I also loved the friendship of the three. Both he and Tolkien knew how to write about friendship.
Other random thoughts include the following:
- I felt bad for the Gnomes, they got played. I also want to try diamond juice.
- I feel closer to Lewis knowing he also had an aversion to moths (“She got up, pulled the curtain, and at first saw nothing but darkness. Then she jumped and started backward, for something very large had dashed itself against the window, giving a sharp tap on the glass as it did so. A very unpleasant idea came into her head—“Suppose they have giant moths in this country! Ugh.”)
- When they were on the mountaintop and Caspian was made whole again? Don’t mind me while I cry.
- Lewis would throw in random thoughts from the children and they cracked me up. Example A) “Jill thought that when, in books, people live on what they shoot, it never tells you what a long, smelly, messy job it is plucking and cleaning dead birds, and how cold it makes your fingers.” #TrueStory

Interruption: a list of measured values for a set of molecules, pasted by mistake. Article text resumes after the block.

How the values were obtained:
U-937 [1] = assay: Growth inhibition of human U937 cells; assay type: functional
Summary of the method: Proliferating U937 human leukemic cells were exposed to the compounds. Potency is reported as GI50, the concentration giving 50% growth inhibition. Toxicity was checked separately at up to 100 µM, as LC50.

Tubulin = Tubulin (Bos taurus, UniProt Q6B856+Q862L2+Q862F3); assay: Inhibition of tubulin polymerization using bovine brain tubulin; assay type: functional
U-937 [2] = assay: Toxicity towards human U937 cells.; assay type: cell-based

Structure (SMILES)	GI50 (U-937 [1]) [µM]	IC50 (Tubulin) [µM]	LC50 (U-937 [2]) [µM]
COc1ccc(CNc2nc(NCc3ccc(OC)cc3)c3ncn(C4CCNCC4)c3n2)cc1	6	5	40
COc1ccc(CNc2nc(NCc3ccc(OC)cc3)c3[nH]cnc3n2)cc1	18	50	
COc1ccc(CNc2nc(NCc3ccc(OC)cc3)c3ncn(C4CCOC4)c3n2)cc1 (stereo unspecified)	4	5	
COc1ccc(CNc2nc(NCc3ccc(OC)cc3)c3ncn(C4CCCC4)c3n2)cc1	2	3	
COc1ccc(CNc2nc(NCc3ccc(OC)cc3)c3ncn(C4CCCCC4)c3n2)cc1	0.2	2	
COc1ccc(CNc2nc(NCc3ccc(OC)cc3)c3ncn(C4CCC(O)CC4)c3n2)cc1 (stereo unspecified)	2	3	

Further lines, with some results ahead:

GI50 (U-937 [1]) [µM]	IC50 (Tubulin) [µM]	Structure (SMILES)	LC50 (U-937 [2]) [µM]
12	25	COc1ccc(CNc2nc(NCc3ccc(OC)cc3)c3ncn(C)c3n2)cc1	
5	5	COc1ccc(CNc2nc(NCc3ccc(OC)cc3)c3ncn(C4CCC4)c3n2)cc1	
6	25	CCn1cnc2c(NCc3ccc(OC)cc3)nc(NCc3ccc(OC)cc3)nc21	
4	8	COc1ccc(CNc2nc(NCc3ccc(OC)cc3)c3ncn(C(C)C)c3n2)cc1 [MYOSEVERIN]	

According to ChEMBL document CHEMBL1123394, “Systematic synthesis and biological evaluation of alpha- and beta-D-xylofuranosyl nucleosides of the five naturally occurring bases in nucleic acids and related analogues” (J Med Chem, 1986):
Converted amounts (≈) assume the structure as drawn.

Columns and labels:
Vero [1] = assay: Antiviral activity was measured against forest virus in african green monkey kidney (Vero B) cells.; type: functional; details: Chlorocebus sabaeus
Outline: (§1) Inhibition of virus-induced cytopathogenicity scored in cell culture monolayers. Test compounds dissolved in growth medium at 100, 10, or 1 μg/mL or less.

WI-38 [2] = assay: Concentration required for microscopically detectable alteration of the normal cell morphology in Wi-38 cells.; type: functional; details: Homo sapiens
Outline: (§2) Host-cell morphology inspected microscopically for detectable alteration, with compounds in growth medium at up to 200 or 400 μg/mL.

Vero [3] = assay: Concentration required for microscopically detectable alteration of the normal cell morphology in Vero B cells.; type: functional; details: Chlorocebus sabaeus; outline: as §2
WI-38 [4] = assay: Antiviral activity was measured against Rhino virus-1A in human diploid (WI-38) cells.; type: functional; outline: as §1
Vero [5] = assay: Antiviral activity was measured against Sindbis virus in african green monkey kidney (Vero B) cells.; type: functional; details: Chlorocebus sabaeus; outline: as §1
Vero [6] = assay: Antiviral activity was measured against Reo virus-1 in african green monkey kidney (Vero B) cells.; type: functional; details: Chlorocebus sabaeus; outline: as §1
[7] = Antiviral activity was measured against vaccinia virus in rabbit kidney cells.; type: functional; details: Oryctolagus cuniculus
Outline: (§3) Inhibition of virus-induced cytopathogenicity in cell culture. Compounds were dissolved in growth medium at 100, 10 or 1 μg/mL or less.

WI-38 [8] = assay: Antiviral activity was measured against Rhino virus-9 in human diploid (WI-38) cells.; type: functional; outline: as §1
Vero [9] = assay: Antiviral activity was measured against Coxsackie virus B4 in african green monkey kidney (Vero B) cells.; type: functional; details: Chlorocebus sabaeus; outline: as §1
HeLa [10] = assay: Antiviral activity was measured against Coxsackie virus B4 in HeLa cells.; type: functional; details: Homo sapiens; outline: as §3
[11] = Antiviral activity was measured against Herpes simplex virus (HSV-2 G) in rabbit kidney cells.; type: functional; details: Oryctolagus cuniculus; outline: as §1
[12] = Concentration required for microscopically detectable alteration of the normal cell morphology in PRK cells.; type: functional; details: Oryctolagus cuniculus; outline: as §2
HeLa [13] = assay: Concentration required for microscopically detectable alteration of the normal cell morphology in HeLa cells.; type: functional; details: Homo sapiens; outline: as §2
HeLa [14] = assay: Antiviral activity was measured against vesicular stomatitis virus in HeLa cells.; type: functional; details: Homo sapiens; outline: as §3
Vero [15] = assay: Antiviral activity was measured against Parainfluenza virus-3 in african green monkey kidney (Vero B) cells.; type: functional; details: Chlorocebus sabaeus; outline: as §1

I was encouraged and reminded that even when we mess things up, God still works. He uses those mess ups to refine us and make us better.
Alright, I love hearing from y’all, so feel free to add your thoughts and/or use these questions to start things!
1. Who was your favorite character?
I want to say Aslan and be done with it, but I’ll be different this round! I was a big fan of Puddleglum. Have I mentioned how much he cracks me up? Like this: “Nice bits of color, you two are,” muttered Puddleglum. “Show up very prettily on a winter day. The worst archer in the world couldn’t miss either of you if you were in range. And talking of archers, we’ll be sorry not to have our own bows before long, I shouldn’t wonder. Bit thin, too, those clothes of yours, are they.”